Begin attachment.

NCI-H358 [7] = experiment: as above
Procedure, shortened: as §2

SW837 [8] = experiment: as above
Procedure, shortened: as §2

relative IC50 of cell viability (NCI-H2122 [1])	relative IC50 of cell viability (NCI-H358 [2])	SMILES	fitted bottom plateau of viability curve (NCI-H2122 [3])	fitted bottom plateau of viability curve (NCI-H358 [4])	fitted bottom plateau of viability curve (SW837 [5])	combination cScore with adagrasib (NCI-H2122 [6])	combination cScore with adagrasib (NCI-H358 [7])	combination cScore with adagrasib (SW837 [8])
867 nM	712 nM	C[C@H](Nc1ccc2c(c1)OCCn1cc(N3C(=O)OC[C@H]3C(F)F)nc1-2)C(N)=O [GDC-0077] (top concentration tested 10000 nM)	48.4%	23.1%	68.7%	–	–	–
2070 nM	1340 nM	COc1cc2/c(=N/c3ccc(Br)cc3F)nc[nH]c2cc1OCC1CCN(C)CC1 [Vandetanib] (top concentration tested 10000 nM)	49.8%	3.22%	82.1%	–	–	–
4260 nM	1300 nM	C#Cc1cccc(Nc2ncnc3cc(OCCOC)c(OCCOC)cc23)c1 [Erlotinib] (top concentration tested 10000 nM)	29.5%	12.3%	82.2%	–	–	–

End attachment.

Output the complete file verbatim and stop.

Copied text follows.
NCI-H358 [7] = experiment: as above
Procedure, shortened: as §2

SW837 [8] = experiment: as above
Procedure, shortened: as §2

relative IC50 of cell viability (NCI-H2122 [1])	relative IC50 of cell viability (NCI-H358 [2])	SMILES	fitted bottom plateau of viability curve (NCI-H2122 [3])	fitted bottom plateau of viability curve (NCI-H358 [4])	fitted bottom plateau of viability curve (SW837 [5])	combination cScore with adagrasib (NCI-H2122 [6])	combination cScore with adagrasib (NCI-H358 [7])	combination cScore with adagrasib (SW837 [8])
867 nM	712 nM	C[C@H](Nc1ccc2c(c1)OCCn1cc(N3C(=O)OC[C@H]3C(F)F)nc1-2)C(N)=O [GDC-0077] (top concentration tested 10000 nM)	48.4%	23.1%	68.7%	–	–	–
2070 nM	1340 nM	COc1cc2/c(=N/c3ccc(Br)cc3F)nc[nH]c2cc1OCC1CCN(C)CC1 [Vandetanib] (top concentration tested 10000 nM)	49.8%	3.22%	82.1%	–	–	–
4260 nM	1300 nM	C#Cc1cccc(Nc2ncnc3cc(OCCOC)c(OCCOC)cc23)c1 [Erlotinib] (top concentration tested 10000 nM)	29.5%	12.3%	82.2%	–	–	–